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Data Protection

We have become used to hearing stories of data breaches caused by hacking and ransomware, including the news last week that there has been a security breach of the electoral register in which names and addresses of voters have been accessed, potentially as far back as August 2021.  However, the recent news from Northern Ireland has served as a reminder that human error can also result in significant data breaches.

When the GDPR first came into force five years ago, the big headline-grabber was the potential for large fines – up to €20m or 4% of annual global turnover, whichever is higher. In recent months we have seen some significant penalties being applied by UK and EU supervisory authorities, and the news this week from the Irish Data Protection Commission was that it had concluded its investigation into Facebook parent company Meta and decided to issue it with an administrative fine of €1.2billion in respect of its data transfers to the US.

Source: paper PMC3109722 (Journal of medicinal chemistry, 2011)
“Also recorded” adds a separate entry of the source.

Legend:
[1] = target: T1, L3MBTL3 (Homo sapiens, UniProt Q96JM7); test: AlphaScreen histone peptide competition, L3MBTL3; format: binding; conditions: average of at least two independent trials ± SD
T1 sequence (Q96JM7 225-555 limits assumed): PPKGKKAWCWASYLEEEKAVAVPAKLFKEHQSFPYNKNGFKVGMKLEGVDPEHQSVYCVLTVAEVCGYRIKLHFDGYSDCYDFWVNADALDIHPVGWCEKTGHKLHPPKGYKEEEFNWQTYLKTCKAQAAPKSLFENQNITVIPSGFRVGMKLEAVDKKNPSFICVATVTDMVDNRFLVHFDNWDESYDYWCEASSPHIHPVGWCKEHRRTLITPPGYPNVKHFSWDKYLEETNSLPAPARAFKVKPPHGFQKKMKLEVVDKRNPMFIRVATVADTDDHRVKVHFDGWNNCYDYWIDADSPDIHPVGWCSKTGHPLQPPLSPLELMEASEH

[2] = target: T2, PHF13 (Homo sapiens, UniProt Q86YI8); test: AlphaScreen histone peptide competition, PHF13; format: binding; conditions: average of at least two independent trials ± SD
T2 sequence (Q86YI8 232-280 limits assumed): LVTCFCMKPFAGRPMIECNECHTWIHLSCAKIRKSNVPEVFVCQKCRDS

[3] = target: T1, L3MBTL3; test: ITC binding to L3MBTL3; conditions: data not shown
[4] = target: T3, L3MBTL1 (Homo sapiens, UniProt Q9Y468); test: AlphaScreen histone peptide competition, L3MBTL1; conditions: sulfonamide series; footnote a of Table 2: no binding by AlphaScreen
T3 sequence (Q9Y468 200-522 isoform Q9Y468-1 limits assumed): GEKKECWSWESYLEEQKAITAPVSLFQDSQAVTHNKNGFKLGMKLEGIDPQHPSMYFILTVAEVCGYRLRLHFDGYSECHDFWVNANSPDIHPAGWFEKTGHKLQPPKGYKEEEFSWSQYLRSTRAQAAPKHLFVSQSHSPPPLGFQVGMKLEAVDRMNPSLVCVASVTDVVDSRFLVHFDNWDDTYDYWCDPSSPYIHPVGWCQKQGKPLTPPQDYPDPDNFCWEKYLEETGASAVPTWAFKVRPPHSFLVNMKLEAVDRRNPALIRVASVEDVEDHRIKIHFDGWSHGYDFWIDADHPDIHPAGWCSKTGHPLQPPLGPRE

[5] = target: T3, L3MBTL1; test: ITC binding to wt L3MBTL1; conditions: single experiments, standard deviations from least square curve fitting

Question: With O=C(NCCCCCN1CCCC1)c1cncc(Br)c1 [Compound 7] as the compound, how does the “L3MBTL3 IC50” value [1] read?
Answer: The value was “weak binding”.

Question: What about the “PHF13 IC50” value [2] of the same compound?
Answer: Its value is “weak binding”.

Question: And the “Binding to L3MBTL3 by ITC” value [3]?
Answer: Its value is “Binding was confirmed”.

The ICO has issued another headline-grabbing fine to a social media company – this time to TikTok, who have been fined £12.7 million for misusing children’s data, in particular by processing personal data of children aged under 13 without parental consent and taking insufficient steps to check the age of those using their platform and removing those underage.

On 8 March 2023, the government withdrew its previous data protection bill, which had been scheduled for a second reading, and instead published a revised new bill, the Data Protection and Digital Information (No. 2) Bill.

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